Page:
What is SEO?
Search engine optimization, or SEO for short, includes all measures designed to improve a website’s position at search engines such as Google. The abbreviation SEO comes from English and stands for “Search Engine Optimization.”
Why SEO is so important
Many studies say that hardly anyone at Google opens the second page, but mostly clicks directly on the first ads. This is no different for us either, it is also assumed that the best results are displayed at the top and we don’t want to invest much time in the search. Thus, the remaining ads on the next pages remain virtually invisible to most of Google users. In addition, there is the fact that more and more websites are being created these days and it is becoming more difficult to assert itself with its website against the increasing competition. For this reason, search engine optimization (SEO) is playing an increasingly important role in success on the Internet.
How do search engines work?
But before we dedicate ourselves to search engine optimization (Website SEO Analysis), we first need to understand how search engines work. Search engines such as Google have the ability to analyze all public pages on the Internet (called crawls). A variety of criteria play a role in whether a Google website is rated more positively or rather negatively. Google summarizes all these criteria in its so-called “search algorithm,” which ultimately determines the place on which a website appears in search results. This is exactly how this algorithm works, Google doesn’t tell us. What we do know, however, are the individual actions that can be taken to improve a website in the Google ranking.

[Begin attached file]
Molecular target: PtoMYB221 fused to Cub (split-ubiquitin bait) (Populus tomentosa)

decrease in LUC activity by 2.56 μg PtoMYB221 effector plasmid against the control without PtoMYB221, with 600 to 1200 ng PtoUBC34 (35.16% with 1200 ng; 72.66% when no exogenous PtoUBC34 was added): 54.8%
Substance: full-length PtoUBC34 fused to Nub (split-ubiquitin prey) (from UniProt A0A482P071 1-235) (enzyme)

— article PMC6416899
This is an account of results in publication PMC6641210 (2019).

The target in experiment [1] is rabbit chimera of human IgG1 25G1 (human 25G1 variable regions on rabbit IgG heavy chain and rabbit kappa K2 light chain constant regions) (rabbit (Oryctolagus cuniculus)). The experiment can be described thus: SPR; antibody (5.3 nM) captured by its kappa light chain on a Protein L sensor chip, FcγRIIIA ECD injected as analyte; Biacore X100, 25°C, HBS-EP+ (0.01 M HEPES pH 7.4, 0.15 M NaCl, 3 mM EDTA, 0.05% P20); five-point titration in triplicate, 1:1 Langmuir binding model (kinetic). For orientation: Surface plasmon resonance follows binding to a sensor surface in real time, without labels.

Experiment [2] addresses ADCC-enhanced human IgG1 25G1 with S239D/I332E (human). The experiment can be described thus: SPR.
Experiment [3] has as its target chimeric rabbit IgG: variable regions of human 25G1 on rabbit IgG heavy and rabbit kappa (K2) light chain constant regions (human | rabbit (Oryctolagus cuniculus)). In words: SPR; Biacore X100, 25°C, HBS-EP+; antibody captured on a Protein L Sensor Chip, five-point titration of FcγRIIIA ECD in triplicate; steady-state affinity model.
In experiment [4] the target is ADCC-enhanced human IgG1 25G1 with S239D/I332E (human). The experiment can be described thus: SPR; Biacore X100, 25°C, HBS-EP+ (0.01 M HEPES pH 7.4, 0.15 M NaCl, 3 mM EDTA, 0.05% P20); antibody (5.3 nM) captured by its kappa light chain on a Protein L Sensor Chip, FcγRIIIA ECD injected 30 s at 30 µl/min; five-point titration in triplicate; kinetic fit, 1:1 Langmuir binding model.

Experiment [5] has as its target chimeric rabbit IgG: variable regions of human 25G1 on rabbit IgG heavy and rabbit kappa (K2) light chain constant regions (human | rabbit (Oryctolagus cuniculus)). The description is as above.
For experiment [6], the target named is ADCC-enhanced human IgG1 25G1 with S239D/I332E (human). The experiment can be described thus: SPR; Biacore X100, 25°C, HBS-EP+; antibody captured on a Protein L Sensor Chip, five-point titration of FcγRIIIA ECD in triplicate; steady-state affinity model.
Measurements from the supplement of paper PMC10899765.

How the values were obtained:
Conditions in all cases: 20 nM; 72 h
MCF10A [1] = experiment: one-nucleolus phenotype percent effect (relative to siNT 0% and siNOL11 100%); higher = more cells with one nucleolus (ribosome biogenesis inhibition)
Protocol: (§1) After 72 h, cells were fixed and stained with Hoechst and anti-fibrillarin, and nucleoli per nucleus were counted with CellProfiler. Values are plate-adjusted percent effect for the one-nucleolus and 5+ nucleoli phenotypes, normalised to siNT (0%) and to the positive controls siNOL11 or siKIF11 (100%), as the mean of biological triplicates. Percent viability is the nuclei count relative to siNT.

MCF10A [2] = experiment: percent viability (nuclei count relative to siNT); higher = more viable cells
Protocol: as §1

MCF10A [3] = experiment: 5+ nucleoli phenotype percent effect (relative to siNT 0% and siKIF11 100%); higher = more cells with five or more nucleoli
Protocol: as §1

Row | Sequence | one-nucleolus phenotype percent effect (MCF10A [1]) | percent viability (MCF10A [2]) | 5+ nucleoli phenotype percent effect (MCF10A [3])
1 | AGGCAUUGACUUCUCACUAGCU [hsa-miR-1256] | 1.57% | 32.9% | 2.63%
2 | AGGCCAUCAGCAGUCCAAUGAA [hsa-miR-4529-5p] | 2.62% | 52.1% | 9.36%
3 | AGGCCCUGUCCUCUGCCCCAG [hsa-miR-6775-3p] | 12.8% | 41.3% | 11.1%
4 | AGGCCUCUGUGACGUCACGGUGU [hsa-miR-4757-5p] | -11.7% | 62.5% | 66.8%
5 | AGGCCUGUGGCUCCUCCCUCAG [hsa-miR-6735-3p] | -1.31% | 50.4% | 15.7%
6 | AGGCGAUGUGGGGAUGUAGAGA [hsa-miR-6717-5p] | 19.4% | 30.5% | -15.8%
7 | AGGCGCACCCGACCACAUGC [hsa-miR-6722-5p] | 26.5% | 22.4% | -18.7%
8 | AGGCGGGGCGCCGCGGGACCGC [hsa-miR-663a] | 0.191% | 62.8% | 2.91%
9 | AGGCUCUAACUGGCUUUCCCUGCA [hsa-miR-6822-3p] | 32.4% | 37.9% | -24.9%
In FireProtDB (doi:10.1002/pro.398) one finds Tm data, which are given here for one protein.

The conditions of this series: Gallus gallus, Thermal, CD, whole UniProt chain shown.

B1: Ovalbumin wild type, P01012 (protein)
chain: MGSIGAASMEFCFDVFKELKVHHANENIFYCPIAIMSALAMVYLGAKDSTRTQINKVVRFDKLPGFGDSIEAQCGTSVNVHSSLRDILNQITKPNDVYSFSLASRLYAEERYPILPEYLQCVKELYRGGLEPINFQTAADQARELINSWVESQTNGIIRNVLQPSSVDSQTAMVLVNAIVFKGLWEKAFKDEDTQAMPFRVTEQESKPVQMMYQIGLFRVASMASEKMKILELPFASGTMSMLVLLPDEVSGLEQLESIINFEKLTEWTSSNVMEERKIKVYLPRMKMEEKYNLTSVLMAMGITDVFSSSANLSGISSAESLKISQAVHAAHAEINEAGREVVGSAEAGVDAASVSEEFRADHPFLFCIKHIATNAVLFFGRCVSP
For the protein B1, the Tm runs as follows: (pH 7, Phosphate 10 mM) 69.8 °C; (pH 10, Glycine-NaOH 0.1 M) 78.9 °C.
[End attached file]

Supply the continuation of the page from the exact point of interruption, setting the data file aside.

The most important SEO measures
Search engine optimization (SEO) is a complex process that consists of a large number of individual measures and takes a lot of time and work. In short, SEO can be divided into two areas: Onpage optimization and off-page optimization. Onpage optimization affects all actions that can be taken on your own website. These include a technically clean website, fast loading times, high-quality content, relevant keywords and a good user experience. The off-page optimization deals with all work that does not take place on your own website. This means, above all, the construction of baking lines, i.e. the setting of your own links on other websites.
Google can “understand” us
Google can accurately evaluate our tracks when we browse. If a Google user is only very short on a website after a search query, Google is signaled that the site probably didn’t help the user. Should these quick jumps pile up, the site can be graded in search results. Every search engine is, of course, anxious to deliver only the best results to its users. That’s why it has become very important, especially today, that websites offer relevant content that visitors like to look at. The operation of the website should also be kept as simple as possible so as not to overwhelm or frustrate the visitor. If the visitor likes to deal with the website and clicks through many pages in the menu, Google is also signaled that it must be a relevant page, which in turn has a positive effect on the search engine ranking.
Mobile search engine optimization
Since more than half of all Google requests are now made by a mobile device such as a smartphone or tablet, search engine optimization (SEO) also involves making websites accessible to all mobile users. A website that is not optimized by mobile not only gives rise to a large proportion of visitors, but has also been viewed negatively by Google for a long time. In the future, Google wants to favour mobile websites more and more, making it an absolute requirement to optimize its mobile website today.